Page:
Newscasts

PNS Daily Newscast - November 16, 2018 


Winter Storm Avery takes lives, puts the brakes on commutes across the Northeast. Also on our Friday rundown: A first-of-its-kind report calls for policies to ease transitions of young people living in foster care. And "got gratitude" this holiday season? It could benefit your health.

Daily Newscasts

Planned Parenthood: Polarizing Opinions in KY

Pro-choice groups in Kentucky rally behind Planned Parenthood as the nonprofit organization faces the threat of losing its federal funding. Credit: istock.
Pro-choice groups in Kentucky rally behind Planned Parenthood as the nonprofit organization faces the threat of losing its federal funding. Credit: istock.
August 5, 2015

LOUISVILLE, Ky. - Senate Republicans, including Kentucky's Rand Paul, did not have the votes this week to defund Planned Parenthood. The failed effort to block $500 million in federal support for the reproductive health organization comes as Planned Parenthood faces a backlash from an anti-abortion group's release of undercover videos.

The group alleges that Planned Parenthood is making money off the sale of fetal tissue, a claim the organization denies.

Derek Selznick, Reproductive Freedom Project director for the American Civil Liberties Union of Kentucky, said a loss of federal dollars would hurt vital services such as contraception and testing for sexually transmitted diseases.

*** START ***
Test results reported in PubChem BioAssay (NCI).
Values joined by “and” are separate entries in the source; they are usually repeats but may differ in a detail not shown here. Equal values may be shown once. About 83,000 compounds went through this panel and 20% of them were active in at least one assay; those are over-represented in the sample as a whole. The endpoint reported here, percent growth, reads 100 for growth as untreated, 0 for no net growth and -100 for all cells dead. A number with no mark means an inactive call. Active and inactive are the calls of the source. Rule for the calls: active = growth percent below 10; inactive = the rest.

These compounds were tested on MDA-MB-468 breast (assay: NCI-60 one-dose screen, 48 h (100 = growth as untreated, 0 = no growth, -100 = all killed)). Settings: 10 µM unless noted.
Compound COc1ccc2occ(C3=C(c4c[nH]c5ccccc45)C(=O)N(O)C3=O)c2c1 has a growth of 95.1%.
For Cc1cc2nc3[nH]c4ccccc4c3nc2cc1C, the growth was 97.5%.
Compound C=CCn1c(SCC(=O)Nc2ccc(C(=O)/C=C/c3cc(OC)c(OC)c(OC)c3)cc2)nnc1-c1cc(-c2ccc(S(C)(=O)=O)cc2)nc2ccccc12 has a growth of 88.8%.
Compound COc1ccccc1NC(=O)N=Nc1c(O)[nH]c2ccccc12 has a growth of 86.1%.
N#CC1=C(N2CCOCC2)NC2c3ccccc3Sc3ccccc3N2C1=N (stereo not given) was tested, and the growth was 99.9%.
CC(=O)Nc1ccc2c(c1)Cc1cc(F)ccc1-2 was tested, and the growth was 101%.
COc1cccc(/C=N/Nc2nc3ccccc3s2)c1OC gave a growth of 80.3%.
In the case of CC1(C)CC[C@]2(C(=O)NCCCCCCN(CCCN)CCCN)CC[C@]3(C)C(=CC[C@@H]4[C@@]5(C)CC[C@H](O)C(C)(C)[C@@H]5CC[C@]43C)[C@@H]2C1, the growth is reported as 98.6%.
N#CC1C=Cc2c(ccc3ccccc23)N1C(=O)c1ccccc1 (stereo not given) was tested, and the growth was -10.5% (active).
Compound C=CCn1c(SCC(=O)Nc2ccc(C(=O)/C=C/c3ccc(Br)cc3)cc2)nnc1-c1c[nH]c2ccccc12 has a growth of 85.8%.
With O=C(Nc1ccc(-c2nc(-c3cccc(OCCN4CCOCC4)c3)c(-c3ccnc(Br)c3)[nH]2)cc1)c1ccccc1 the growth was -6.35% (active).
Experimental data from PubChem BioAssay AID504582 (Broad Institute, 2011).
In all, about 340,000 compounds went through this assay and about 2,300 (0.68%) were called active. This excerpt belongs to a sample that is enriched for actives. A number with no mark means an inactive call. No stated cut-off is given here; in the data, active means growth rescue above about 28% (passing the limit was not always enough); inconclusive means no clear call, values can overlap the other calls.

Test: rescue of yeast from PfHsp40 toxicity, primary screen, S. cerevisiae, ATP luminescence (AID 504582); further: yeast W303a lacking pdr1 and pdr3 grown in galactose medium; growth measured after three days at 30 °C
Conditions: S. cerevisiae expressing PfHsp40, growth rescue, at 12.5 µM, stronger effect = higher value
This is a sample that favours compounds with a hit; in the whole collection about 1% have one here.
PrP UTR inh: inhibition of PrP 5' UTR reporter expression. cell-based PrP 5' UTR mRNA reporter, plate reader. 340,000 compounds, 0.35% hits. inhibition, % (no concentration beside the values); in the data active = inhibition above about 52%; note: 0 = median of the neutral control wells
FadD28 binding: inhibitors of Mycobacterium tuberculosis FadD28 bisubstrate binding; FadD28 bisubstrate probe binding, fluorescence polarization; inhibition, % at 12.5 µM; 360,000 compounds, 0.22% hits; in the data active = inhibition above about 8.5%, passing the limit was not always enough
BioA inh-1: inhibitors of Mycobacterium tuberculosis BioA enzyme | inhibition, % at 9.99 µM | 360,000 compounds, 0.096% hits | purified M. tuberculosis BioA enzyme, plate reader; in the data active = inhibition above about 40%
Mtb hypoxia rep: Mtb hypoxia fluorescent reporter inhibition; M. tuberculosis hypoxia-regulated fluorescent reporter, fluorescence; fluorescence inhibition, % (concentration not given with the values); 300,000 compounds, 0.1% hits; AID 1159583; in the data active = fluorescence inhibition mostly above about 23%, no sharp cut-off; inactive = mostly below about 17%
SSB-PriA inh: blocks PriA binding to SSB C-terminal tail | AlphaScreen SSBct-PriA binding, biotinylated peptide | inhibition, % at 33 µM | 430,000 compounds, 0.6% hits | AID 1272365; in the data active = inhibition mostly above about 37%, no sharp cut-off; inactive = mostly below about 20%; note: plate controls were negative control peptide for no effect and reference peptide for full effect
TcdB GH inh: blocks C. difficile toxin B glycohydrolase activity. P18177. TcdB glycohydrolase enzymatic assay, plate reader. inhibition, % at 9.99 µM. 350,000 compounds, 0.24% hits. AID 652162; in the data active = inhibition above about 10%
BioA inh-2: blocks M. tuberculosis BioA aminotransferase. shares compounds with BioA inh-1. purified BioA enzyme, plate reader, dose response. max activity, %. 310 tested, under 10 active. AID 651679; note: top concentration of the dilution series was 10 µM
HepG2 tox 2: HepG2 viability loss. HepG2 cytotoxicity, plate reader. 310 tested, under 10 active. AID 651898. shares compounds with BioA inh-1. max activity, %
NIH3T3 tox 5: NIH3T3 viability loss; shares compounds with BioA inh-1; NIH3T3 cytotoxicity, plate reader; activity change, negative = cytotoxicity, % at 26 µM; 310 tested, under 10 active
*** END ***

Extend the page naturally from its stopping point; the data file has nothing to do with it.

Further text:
"Especially in a state like Kentucky, which is facing its own heroin crisis, HIV testing is absolutely crucial," he said. "Catching cervical cancer early with those pap smears. These are vital services that the community needs, and that would be lost."

Planned Parenthood of Indiana and Kentucky operates health centers in Lexington and Louisville as well as in New Albany, Ind. Those centers saw more than 6,700 patients last year. Planned Parenthood does not operate abortion clinics in Kentucky, but does elsewhere.

Jason Hall, executive director of the Catholic Conference of Kentucky, said Planned Parenthood should be defunded and the money redirected to what he calls "mainstream facilities" such as health departments and community health centers.

"So there's no need to provide those services through Planned Parenthood, given the questions about their practices that have been raised," he said, "but, more importantly, the fact that they are the nation's largest abortion provider."

However, Selznick noted the wide-ranging reach of Planned Parenthood, an organization he said people trust.

"The sheer amount of people that have used Planned Parenthood in their lifetime. I mean, one in five women will use Planned Parenthood or has used Planned Parenthood," he said. "Those are incredible numbers."

The president of Kentucky's Planned Parenthood affiliate, Betty Cockrum, said losing federal funds would have an especially devastating impact on those with low incomes and those who live in communities underserved medically.

Both of Kentucky's U.S. senators have expressed their outrage with Planned Parenthood and the desire to strip it of federal dollars. Majority Leader Mitch McConnell voted "no" on Monday on the bill to defund the organization. He said that will allow him, under Senate rules, to bring the bill back up for a vote later.

Greg Stotelmyer , Public News Service - KY